1 - The Victorian Waltz
The Waltz Rhythm
The Waltz is in 3/4 time (3 beats to a measure) in phrases of two measures.
The key to Waltzing does not lie in the precise placement of your feet, turn out of your toes, or anything like that. The essence of Waltzing is keeping the beat. Before you try dancing with a partner, play some moderate tempo Waltz music and just practice stepping to the music. (Here's a nice example)
Gentleman start with the left and the lady with the right - in time to the music - step left, bring your right foot next to your left and then step in place with your left. Then, starting with your right, do the same thing reversed (step-2-3, step-2-3).
Do this until you are comfortable that you hear the beat and you are stepping on the beat. Also note that waltzes have a very strong first beat in each group of three (ONE-two-three). Be sure to start your three step pattern on that strong down beat.
Further, waltz music is organized in pairs of threes - each waltz phrase is actually six beats. (ONE-two-three FOUR-five-six) It is best to start your first step on the first down beat in this six beat phrase.
Now take a partner, and just try stepping in time to the music. Note that this is not THE Waltz step, but this is about getting your brain to assimilate the Waltz rhythm.
Stand in the Victorian "Ballroom Position", with the man's right hand on the small of the lady's back and left hand out. The lady's right hand is in the gentleman's left (note, the hand hold is usually a little lower than the usual modern style) and the lady's left hand is at some comfortable place on his shoulder or forearm. The posture is erect but not stiff. You do not sway with the music. If you are wearing properly made Victorian garments (especially the ladies in their corsets) a proper upright Victorian posture will be your only viable option. Your bodies are not in contact, but you are also not at arm's length. Find a comfortable middle space. If the lady is in a hoop skirt, you will have to set the distance to comfortably accommodate it.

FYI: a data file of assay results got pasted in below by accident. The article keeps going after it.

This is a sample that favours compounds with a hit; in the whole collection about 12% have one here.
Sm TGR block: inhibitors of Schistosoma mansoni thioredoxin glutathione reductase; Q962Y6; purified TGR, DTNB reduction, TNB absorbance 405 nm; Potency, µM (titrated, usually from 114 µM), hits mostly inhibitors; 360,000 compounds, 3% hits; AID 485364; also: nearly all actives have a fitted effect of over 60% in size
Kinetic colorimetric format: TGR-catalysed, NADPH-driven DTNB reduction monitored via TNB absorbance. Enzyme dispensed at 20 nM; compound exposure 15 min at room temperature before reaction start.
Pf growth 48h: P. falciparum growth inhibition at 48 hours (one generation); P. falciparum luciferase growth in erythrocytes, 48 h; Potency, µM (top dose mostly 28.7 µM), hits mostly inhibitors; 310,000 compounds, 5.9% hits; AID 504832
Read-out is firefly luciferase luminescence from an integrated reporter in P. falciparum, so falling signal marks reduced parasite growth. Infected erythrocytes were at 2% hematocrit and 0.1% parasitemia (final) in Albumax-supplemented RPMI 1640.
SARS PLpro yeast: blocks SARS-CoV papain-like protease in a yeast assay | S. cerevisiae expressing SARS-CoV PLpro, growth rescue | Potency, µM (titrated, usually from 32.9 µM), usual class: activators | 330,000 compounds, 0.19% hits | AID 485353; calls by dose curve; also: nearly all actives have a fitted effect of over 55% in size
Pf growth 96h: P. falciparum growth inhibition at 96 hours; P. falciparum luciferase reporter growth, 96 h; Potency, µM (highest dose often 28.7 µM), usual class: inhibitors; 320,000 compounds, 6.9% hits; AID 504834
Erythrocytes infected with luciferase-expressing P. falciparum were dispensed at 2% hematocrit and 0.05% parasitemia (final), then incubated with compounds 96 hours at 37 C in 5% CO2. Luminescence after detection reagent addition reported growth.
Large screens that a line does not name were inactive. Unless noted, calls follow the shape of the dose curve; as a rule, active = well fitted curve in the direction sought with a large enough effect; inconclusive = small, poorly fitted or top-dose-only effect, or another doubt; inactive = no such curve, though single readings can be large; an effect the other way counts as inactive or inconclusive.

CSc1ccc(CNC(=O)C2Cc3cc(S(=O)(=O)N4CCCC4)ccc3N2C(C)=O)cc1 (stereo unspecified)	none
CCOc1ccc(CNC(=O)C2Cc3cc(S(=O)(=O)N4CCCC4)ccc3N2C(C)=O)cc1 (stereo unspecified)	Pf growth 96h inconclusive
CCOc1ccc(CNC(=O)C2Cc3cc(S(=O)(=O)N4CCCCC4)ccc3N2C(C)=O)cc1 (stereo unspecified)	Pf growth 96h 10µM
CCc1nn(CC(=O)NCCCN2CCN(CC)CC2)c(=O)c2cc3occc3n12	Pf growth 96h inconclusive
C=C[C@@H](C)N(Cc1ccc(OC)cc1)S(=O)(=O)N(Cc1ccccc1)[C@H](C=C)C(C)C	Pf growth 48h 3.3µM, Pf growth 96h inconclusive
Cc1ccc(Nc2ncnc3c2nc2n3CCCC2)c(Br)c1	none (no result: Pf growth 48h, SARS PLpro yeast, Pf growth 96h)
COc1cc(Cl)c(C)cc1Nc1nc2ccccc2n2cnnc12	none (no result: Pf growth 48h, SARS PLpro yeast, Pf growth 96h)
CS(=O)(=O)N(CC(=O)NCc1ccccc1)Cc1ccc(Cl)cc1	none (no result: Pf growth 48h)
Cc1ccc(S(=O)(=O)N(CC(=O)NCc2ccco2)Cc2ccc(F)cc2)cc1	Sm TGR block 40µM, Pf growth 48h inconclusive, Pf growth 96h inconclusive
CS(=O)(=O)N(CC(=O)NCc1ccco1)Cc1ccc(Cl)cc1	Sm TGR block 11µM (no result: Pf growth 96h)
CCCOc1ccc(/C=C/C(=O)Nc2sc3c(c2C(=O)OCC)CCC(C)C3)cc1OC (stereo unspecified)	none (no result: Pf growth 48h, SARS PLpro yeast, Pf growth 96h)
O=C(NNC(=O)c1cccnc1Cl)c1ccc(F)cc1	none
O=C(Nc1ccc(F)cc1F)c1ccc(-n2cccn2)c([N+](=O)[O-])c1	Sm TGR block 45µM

A note particularly to the ladies: the grip of the hands should be VERY light. Do not squeeze your partner's hand. Further, your left hand should rest lightly on your partner's shoulder or forearm. Do not latch on there, or (if he is wearing a uniform), cling to his epaulets.
If dancing fills you with terror, I have to tell you that what will happen will happen, and hanging on for dear life will not save you. However, it might cut off all circulation to important parts of your partner's body and make the likelihood of calamity even greater.
A note to modern ballroom dancers: the "frame" has changed over time. Since Victorian dancing rotates, and does not involve the man stepping towards the lady, the lady's left hand is not offering resistance but simply resting lightly (see the illustration above) or even hanging down to pull a ballgown out of the way. The Victorian frame, since the signals are less complex, is more relaxed and has less dynamic tension than the modern frame. The lady does not need early warning that you are lunging toward her or pulling away.
The primary lead is with the man's right hand which rests in the small of the lady's back and secondarily with his left hand which is holding the lady's right.
Novices usually pick this up fairly quickly but sometimes experienced modern ballroom dancers, who have strongly entrenched habits to unlearn, find it a bit disconcerting.
The Basic Rotary Waltz Step